Sep 13, 2012
    It would be nice to have an app that closed everything except what you HAD to have running with a single push of an Icon.:rolleyes:
  8. sulpfiction macrumors 68030


    Aug 16, 2011
    Philadelphia Area
    Obviously u don't. That list is NOT simply "recently used apps". And not closing those apps can cause issues.
  9. mattopotamus macrumors G5


    Jun 12, 2012
    don't worry about what is "running" when you double tap. I want to say I read somewhere that the only thing that will have an effect on your battery are things that use location services...e.g maps. If you see the little directional arrow in the top right of your screen, then you may want to close the program associated with that. It is not like a droid though, so you do not need a task killer.
  10. darngooddesign macrumors G3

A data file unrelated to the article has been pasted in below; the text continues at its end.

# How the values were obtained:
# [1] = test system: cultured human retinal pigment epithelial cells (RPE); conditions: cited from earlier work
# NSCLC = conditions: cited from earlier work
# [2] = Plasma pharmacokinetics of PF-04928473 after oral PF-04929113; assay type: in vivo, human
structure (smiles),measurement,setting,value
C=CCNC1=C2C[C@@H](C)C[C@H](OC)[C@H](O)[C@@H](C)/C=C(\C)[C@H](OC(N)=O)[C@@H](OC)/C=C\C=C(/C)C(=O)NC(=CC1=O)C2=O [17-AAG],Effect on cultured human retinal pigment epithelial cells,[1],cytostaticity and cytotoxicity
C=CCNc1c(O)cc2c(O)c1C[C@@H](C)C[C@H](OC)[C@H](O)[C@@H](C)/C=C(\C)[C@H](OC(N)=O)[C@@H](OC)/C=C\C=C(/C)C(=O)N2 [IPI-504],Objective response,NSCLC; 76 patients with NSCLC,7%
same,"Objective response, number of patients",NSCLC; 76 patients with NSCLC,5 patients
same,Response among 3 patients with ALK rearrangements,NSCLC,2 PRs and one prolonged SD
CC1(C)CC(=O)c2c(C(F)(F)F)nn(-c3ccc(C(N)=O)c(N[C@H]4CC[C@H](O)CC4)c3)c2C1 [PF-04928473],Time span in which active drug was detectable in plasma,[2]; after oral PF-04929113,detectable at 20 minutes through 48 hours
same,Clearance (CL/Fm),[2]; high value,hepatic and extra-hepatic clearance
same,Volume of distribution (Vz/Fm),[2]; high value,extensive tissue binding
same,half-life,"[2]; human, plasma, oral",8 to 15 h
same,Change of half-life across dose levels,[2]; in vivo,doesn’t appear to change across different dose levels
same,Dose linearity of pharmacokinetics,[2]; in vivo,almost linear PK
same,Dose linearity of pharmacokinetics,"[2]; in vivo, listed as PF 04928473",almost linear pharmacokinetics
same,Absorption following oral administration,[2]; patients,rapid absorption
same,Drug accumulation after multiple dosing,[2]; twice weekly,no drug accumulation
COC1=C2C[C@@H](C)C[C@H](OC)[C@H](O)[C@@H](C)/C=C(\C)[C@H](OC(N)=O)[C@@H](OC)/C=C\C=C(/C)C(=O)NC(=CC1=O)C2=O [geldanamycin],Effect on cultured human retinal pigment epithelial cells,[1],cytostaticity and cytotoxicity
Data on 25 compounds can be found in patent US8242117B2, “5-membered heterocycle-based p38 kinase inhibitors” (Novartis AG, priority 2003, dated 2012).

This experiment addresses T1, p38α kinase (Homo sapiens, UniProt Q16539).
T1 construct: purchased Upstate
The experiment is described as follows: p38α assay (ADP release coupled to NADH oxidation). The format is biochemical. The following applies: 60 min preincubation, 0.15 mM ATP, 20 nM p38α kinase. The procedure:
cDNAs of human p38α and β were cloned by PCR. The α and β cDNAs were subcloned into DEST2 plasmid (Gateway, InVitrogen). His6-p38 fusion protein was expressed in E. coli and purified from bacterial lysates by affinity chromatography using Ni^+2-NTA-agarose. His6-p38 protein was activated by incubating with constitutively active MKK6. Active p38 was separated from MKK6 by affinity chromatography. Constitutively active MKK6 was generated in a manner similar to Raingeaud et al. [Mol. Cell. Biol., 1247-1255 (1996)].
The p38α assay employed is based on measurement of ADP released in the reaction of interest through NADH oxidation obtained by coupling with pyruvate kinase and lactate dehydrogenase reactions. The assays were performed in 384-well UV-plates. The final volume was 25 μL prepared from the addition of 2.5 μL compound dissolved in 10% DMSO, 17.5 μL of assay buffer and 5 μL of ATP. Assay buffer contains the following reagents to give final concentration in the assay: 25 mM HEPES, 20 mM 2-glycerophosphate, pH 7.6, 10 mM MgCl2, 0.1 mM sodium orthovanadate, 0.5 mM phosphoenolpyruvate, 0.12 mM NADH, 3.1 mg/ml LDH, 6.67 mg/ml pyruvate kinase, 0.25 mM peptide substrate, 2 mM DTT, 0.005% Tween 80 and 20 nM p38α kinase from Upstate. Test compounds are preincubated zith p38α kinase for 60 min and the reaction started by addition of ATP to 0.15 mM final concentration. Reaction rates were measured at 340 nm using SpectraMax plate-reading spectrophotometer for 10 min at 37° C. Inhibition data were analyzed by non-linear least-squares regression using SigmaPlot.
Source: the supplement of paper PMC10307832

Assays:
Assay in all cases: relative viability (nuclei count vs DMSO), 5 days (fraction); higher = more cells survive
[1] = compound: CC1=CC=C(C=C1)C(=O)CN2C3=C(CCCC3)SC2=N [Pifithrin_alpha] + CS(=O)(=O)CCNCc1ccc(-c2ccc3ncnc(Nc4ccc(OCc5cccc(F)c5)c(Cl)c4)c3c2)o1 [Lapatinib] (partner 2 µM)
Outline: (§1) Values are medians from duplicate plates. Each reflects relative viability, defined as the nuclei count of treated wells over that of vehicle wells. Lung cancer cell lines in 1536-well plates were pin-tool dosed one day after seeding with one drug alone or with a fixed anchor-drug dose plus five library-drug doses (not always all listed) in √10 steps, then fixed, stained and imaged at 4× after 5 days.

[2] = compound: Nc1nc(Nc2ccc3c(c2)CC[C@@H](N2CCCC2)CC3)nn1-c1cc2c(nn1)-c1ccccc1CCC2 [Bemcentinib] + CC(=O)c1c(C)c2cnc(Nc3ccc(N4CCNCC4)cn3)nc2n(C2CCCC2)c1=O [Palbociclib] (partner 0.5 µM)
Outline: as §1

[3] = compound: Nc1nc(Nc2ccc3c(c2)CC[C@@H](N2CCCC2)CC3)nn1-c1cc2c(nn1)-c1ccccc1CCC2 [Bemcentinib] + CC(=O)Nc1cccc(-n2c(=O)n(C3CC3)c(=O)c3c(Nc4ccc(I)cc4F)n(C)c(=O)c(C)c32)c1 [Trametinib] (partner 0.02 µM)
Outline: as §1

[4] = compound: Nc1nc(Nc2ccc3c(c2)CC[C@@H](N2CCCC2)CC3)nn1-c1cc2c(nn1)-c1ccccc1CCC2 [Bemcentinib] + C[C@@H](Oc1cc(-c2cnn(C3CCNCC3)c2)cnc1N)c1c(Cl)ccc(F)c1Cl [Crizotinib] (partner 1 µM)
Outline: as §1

Jul 4, 2007
    Atlanta, GA
    While the recent apps tray is exposed, double pressing on the home screen, then press and hold down on one of the apps until it wiggles. You will see a red circle with a "-", not a black circle with an "x". This will remove them from the recent apps tray, but not delete them.

    Now, that being said its important to remember that the majority of those apps are not doing anything other than sitting there. But even the ones that are doing something aren't running the entire app, just a specific process. For example, if you have Pandora playing music in the background, the entire application isn't running, only the specific part of pandora that plays themusic and gives you access to its play/pause/next controls.

    Now apps that are in there are using a little bit of RAM to keep track of their saved state, so when you return you return back to where you were. If you were on a 3GS you might have a valid reason to want to free that RAM, but on a powerful device like the 5 the impact is negligible unless you have 50 or so in there.